Forest Park 2 (Samantha), inkjet print, 36x54 inches, 2012
Posse Comitatus is a multi-part project that I made in collaboration with Chelsea Knight. We set out to investigate the militia movement, a grassroots network of autonomous paramilitary groups that arose in the United States the mid-1990s, and made contact with a militia group in Upstate New York. In the spring of 2012, the group allowed us to film their training exercises at a rural location and to visit their leader’s suburban home, where they demonstrated various firing positions and formations.
In the summer and fall of 2012, we worked with Cecil Slaughter, a choreographer in St. Louis, to create a dance performance based on our militia footage. We filmed two versions of the dance performance: one in a forest, and another on stage with lights, music and a video projection at the Mertz Dance Studio at Washington University.
In June 2013, we worked with Valerie Oberleithner, an Austrian choreographer, and two dancers, Lautaro Prado and Emilie Combet, to develop a second part of the project in which we focused on rehearsal itself as a performative activity. We staged a series of ten public rehearsals for an exhibition called "The Real Thing?" curated by Antonia Alampi and Jason Waite as part of "Nouvelles Vagues," a meta-exhibition at the Palais de Tokyo in Paris. The rehersals were staged on a platform in front of projections of video of militita training exercises. The idea was to continually rehearse without ever finishing or finalizing a "dance piece." We were thinking of the rehearsal process, like the militia training exercises depicted in the video projected behind the dancers, as pre-performance.
Posse Comitatus at Diverse Works, Houston, Tx, 2014
Posse Comitatus at Palais de Tokyo, Paris, 2013
Posse Comitatus at Vox Populi, Philadelphia, PA, 2013
Diverse Works, Houston, November 22, 2014 - January 10, 2015. Two-person exhibition curated by Rachel Cook, featuring six Posse Comitatus photographs and a single-channel Posse Comitatus video installation along with Chinoise A, three Port Huron Project videos, and several of Chelsea Knight's video works.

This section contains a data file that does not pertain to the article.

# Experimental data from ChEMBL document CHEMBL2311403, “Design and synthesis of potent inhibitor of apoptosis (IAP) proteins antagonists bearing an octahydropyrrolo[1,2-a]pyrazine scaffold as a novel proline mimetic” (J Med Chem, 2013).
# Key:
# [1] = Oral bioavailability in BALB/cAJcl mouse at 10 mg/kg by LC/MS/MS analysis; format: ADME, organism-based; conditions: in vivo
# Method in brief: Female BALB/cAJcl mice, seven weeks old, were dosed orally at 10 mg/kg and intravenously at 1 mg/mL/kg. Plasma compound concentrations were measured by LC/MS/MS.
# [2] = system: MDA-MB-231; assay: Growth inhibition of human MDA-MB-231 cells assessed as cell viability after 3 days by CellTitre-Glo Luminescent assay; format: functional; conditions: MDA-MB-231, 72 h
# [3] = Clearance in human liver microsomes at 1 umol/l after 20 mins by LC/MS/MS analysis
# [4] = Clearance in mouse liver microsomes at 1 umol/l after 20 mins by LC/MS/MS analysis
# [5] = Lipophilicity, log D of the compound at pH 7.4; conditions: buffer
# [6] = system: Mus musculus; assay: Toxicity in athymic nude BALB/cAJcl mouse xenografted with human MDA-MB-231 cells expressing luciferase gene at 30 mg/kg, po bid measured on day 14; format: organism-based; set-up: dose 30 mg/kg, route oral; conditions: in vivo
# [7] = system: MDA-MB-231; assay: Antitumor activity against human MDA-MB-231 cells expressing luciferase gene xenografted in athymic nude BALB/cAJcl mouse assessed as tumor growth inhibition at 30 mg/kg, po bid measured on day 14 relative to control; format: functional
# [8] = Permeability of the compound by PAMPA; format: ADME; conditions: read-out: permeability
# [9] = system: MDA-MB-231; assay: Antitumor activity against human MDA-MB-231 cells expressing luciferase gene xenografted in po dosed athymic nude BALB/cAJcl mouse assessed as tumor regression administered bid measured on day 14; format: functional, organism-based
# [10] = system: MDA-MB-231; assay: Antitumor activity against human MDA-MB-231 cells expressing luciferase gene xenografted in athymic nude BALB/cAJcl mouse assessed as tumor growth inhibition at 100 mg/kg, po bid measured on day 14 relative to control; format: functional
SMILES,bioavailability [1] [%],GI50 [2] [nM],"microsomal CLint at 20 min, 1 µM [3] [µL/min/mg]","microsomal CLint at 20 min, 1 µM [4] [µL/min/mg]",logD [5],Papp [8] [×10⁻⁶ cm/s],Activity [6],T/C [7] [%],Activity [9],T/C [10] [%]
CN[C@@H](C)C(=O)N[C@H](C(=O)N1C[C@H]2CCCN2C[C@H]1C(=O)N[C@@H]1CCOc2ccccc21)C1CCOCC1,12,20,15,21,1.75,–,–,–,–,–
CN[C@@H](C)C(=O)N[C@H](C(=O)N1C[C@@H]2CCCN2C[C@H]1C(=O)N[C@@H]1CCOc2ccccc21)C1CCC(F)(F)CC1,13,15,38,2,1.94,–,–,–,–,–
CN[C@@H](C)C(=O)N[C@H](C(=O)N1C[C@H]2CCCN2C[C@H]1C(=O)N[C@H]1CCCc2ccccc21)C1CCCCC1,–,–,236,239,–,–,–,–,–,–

Palais de Tokyo, Paris, June 20 - September 8, 2013. Group exhibition ("Nouvelles Vagues") featuring a series of Posse Comitatus dance rehearsals staged in the gallery and a two-channel Posse Comitatus installation.
Momenta Art, Brooklyn, January 11 - February 17, 2013. Group exhibition featuring a two-channel Posse Comitatus installation.
Vox Populi, Philadelphia, January 4 - 27, 2013. Solo exhibition featuring a two-channel Posse Comitatus installation.
Optica Center for Contemporary Art, Montreal, October 20-December 1, 2012. Group exhibition featuring a two-channel Posse Comitatus installation.
Posse Comitatus is a Latin term that means “force of the county.” Historically, the term has been used to refer to the common law authority of a county sheriff to summon a group of citizens (a “posse”) to enforce the law. In the context of the contemporary militia movement, it conveys to the idea that citizens have an inalienable right to defend themselves against tyranny, even if that means taking up arms against the state.
Militias proliferated in the United States following violent conflicts between federal agents and citizens in Ruby Ridge, Idaho, in 1992 and Waco, Texas, in 1993. The movement peaked in 1996, with 858 groups in 50 states, went into a period of decline, and regained momentum following the 2008 election of Barak Obama. The militia movement is not as ideologically homogeneous as one might assume; while some groups espouse white supremacy, others repudiate intolerance and welcome diversity. They are united by a suspicion of federal government, fear of a “New World Order,” nostalgic attachment to the American Revolution, and a fondness for guns and all things military.
In the press
The Daily Beast: "Tribe and Knight documented the activities of a survivalist paramilitary “club” in upstate New York, and also commissioned and taped a work of modern dance built around that footage. Videos of both are on view in the installation, where warfare and dance come off as surprisingly similar: They’re about rigor and training and craft, as well as the extreme artifice of rule-bound play. The guys tramping through snow in their camo are already involved in a dance, whether they know it or not. They might as well be in tutus."
- Blake Gopnik, "Dances of Death"